I was fascinated by what I saw in the windows and in the markets and on several occasions saw somethings that I couldn't identify. Certainly looked interesting though.
One of the original tenements can be seen on the left. These walk-ups were very closely spaced, which meant that unfortunately there was not much air flow unless you were in the room that faced the street.
While we were getting a little history on Chinatown and enjoying some sweet and spicy tofu, we came across this church.
I found its name to be a little unusual. Beth, in Hebrew means house and El means God. It is a Chinese church with a Hebrew name. Hmmm......
Next stop, Little Italy. We stopped at DiPalo's for some homemade mozzarella, salami and Parmesan. The crowd was pleased. The food was great all day, but I was surprised at the amount of people who turned their nose up at even trying the snacks because they were a little different then they would usually eat. Live a little people! Try something new! Unfortunately I think it is a metaphor for how many people live their lives. Nothing different, nothing new, no desire to get to know others who may not be like them. Sad really.
As we headed down the street, we were accosted by restaurant people trying to get our business. We were just trying to get to the local church where we would have our next snack, cannoli. Do I even need to say more?
Our tour ended back in Chinatown, which is right across the street from Little Italy, with our final nosh of the day, ice cream! Of course this was no ordinary ice cream since we were in Chinatown, one of the flavors was lychee and the other was red bean. Yummy! Sometimes I am very grateful that I am a bit of a foodie. I appreciated all of it.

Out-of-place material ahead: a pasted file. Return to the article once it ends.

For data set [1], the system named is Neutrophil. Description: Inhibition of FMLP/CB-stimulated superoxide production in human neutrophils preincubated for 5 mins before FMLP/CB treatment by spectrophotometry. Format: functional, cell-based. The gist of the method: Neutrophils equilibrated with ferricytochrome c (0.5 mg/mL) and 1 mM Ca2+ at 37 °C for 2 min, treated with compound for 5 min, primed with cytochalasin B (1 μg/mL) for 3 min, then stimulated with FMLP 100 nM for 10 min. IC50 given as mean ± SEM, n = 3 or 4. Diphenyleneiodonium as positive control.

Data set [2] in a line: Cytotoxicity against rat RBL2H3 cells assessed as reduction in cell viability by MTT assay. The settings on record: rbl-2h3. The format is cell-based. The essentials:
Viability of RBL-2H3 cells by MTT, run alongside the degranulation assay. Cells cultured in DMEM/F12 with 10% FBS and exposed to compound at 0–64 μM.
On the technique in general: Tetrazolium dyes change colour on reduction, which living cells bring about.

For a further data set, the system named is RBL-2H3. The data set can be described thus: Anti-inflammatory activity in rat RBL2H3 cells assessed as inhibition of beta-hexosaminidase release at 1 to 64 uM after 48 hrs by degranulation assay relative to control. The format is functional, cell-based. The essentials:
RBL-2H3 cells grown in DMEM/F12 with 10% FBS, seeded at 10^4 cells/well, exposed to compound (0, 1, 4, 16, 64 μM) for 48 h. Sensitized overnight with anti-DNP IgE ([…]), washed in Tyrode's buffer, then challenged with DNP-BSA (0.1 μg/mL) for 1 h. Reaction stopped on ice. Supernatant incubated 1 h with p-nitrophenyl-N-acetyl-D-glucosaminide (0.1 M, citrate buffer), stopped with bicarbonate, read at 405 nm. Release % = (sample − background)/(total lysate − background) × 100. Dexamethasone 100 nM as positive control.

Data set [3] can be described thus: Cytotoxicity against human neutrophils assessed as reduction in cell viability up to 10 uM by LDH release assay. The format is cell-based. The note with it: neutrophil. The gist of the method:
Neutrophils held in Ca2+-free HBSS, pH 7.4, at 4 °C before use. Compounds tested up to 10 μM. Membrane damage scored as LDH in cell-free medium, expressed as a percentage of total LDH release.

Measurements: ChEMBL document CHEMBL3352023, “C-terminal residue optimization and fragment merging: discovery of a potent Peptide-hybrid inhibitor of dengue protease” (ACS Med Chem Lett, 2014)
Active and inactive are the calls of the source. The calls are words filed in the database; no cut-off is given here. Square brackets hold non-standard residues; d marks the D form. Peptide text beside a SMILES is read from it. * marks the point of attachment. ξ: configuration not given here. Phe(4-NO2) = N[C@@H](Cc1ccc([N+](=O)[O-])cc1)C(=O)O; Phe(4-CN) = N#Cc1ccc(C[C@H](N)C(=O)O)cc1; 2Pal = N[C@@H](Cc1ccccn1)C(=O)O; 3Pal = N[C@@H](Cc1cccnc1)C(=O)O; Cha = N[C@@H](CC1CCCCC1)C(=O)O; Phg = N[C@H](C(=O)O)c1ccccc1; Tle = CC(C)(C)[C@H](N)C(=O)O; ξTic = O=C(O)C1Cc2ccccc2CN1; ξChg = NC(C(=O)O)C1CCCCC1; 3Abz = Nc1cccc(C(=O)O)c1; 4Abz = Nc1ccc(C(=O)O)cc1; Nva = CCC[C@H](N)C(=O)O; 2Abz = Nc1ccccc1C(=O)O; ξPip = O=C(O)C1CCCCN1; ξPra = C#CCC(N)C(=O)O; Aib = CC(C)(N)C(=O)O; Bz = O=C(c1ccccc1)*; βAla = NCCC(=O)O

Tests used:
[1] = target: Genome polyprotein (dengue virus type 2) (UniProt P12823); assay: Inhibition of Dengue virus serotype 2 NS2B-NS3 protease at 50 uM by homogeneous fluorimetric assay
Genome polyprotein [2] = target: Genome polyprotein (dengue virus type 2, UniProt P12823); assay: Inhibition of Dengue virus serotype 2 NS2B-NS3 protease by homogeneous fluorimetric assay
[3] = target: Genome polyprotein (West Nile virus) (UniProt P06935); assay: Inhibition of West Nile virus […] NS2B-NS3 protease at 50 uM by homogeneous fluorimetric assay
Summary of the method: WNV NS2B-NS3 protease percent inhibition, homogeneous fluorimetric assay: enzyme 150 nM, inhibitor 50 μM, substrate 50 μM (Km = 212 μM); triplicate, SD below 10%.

We were then off to the Tenement Museum, which I highly recommend for anyone teaching about immigration. The owner of the building didn't want to pay in order to make the upgrades necessary for people to live there so the upper floors were essentially closed and sealed off from the world while the business on the ground floor continued to operate. The building was bought in the 1980s and was a treasure-trove of information. There are different tours, mine was a clothing sweat shop, and after seeing a few of the apartments on the floor and hearing how many people lived in them, my mind was blown. I love my family, but I would have serious difficulties living in such small quarters with so many people and no breeze! The stove in the kitchen ran all day in order to heat the irons needed to iron the dresses that were made.
Just as we got to the
museum shop, a
deluge poured forth from the sky. We were happy to hang in the gift shop a while, mainly because they had some unusual things for sale
Believe it or not, after the tour it was back to Little Italy for dinner at a place called Paesano's. After walking all day, we were all exhausted and stuffed so we rolled back on the bus to our hotel and called it a night.
Tomorrow, Ellis Island!